STATEMENT OF FACTS Defendant Alandus T. Lane was a ringleader in a wire fraud scheme in which Defendant and his co-conspirators would trick their victims into revealing personal identifiers and then use this information to fraudulently make purchases or transfer money out of the victims' credit accounts. On July 6, 2005, Defendant was indicted, along with three other defendants, on 23 counts related to this scheme. Defendant pled guilty to three counts of this indictment, and was sentenced to 51 months imprisonment. Subsequent to this conviction, the prosecution discovered that Defendant had recruited an additional co-conspirator into the same wire fraud scheme. On June 14, 2006, a federal grand jury returned a second indictment against Defendant and this newly discovered co-defendant which encompassed additional acts of wire fraud committed by the new co-defendant. Defendant pled guilty to one count of this indictment, and received a sentence of 68 months, to run concurrently with his prior sentence. In imposing this sentence, the district court first noted that Defendant has numerous prior criminal convictions, resulting in 31 criminal history points under the Guidelines. As the district court noted, only 13 points are required to place a defendant in the highest criminal history category. While the proper Guidelines sentence for a person who committed Defendant's offense and who is in the highest criminal history category is 41 to 51 months, the sentencing judge believed that a person with Defendant's unusually long criminal record should receive a longer sentence. Accordingly, the district court determined Defendant's sentence by applying an additional four point enhancement to Defendant's offense level, resulting in a sentencing range of 63 to 78 months. Relying upon this enhanced range, the sentencing judge determined 68 months to be the appropriate sentence. After the sentencing judge explained this rationale, the probation officer reminded him that Defendant had already served more than nine months of his sentence for his previous wire fraud conviction, and that these nine months could be credited to Defendant's sentence in the instant case, thus resulting in a final sentence of only 59 months. While the sentencing judge admitted to having "second thoughts" about whether or not to apply this credit, he ultimately concluded that, because of the likelihood of recidivism in this case, a sentence of 68 months best served 18 U.S.C. § 3553's goal of protecting the public from further crimes of the defendant. (J.A. 42.) Furthermore, the sentencing judge indicated that he had read the presentence report in this case, which correctly calculated the Guidelines sentence, but thought that such a sentence was "problematic," and "really won't meet all the requirements or all the statutory factors as well as the sentence that I have already articulated." (J.A. 41-42.) Accordingly, the district court did not credit Defendant the nine months he had already served and ultimately imposed an above-Guidelines sentence of 68 months. DISCUSSION Standard of Review A district court's interpretation of the advisory Guidelines is reviewed de novo. United States v. Duckro, 466 F.3d 438, 444 (6th Cir. 2006). Nevertheless, once the advisory Guidelines sentence has been determined, this advisory sentence is only one of several factors which a district court must consider at sentencing. § 3553(a). The question of whether the sentence ultimately imposed properly accounts for the factors listed in § 3553(a) is reviewed for reasonableness. Duckro, 466 F.3d at 444. Reasonableness has two components: substantive and procedural, both of which are reviewed for abuse of discretion. Gall v. United States, -- S.Ct. --, No. 06-7949, 2007 WL 4292116, at *7 (Dec. 10, 2007). When reviewing a sentence for procedural reasonableness, we must hold that a district judge abused his or her discretion if he or she "committed [a] significant procedural error, such as failing to calculate (or improperly calculating) the Guidelines range,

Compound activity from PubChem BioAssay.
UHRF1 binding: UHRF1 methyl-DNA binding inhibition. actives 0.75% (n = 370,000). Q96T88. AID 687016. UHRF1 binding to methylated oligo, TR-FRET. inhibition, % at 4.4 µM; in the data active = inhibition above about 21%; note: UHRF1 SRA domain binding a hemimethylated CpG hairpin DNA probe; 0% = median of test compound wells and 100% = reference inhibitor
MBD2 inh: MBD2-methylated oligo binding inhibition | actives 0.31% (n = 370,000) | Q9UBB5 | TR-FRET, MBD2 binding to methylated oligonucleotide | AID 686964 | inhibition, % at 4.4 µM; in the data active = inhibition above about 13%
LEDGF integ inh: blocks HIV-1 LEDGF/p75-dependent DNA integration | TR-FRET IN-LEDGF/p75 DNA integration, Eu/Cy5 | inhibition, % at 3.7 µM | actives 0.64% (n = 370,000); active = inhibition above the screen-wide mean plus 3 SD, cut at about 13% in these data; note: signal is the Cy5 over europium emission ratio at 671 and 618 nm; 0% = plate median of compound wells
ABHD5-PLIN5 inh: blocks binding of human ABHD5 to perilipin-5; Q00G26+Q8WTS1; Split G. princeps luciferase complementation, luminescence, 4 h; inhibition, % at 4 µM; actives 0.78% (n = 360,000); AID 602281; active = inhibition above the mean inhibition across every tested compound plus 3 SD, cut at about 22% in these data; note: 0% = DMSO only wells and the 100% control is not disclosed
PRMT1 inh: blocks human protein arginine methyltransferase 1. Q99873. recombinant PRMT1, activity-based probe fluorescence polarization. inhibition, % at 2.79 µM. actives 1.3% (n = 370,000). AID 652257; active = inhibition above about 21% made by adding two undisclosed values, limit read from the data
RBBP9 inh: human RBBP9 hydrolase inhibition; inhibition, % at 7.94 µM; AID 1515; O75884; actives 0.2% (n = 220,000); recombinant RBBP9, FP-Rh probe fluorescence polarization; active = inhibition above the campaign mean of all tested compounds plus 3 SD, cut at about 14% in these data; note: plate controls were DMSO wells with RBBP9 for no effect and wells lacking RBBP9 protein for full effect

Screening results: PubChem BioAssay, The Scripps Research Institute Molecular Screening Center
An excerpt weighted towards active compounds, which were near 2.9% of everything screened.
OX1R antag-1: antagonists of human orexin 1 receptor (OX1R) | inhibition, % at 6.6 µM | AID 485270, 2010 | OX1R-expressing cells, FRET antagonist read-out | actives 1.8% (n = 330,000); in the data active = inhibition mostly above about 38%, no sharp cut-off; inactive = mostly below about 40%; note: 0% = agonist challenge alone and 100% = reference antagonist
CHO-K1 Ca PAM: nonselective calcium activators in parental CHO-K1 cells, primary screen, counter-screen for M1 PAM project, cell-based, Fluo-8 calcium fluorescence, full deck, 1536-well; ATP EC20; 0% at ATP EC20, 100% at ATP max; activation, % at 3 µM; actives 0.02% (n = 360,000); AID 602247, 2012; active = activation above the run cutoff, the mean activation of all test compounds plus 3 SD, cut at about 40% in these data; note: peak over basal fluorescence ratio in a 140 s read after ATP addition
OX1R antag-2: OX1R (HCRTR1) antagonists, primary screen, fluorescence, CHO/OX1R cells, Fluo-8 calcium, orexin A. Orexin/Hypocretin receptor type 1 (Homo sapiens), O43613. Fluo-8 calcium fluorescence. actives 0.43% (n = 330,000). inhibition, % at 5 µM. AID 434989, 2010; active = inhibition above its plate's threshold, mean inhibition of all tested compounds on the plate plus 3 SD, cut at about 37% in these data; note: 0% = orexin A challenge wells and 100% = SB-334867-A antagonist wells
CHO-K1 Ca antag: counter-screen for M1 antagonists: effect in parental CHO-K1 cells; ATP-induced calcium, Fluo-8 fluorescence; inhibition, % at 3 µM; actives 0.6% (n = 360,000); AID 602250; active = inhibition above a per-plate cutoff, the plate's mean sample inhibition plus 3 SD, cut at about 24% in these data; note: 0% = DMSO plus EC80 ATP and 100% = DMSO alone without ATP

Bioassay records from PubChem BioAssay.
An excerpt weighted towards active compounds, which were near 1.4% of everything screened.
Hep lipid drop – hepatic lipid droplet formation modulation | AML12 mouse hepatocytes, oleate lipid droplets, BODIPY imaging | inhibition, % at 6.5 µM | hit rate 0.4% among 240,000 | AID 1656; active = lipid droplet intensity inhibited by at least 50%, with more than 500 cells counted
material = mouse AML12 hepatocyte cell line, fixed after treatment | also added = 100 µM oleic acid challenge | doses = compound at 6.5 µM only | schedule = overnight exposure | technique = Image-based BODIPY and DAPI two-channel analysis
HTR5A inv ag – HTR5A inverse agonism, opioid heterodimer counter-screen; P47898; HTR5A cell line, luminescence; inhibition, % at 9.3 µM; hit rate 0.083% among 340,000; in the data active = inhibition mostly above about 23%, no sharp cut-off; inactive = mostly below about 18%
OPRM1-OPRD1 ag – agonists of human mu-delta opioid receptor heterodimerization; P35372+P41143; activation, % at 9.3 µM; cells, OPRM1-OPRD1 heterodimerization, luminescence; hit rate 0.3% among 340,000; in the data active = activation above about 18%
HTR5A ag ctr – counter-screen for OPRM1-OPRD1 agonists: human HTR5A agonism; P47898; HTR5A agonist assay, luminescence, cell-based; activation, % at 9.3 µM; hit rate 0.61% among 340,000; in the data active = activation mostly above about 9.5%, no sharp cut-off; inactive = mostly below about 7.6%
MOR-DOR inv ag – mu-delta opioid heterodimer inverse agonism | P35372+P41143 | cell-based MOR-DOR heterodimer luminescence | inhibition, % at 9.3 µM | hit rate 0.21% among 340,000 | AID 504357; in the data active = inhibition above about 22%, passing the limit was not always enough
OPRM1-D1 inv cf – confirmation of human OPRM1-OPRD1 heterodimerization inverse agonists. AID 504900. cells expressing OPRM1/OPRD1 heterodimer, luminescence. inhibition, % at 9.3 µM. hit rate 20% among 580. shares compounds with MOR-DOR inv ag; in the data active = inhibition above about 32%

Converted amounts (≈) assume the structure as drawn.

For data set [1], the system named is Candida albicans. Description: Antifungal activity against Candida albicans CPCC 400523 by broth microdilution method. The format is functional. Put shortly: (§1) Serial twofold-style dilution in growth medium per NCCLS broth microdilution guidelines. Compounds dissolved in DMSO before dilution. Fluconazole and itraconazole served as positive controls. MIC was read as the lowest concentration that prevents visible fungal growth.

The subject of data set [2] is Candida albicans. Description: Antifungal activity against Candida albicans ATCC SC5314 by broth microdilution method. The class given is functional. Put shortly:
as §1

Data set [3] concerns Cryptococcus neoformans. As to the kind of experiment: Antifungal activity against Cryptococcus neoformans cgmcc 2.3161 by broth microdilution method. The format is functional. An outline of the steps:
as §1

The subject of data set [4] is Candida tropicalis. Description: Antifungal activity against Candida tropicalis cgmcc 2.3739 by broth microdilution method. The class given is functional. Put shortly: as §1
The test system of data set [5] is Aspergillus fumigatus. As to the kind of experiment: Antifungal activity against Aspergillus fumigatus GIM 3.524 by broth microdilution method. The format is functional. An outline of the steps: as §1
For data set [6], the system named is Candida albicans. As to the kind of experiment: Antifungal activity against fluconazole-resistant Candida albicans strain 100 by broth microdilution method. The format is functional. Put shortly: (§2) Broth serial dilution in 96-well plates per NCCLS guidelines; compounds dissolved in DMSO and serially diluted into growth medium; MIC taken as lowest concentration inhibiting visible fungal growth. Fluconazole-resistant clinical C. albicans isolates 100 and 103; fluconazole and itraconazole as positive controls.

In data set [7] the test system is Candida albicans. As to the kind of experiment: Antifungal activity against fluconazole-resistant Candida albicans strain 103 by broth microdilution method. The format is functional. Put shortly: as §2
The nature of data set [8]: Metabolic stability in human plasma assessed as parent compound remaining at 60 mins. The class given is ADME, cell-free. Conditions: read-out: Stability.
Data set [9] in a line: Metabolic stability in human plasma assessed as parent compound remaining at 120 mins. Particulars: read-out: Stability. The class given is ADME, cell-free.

United States v. Lane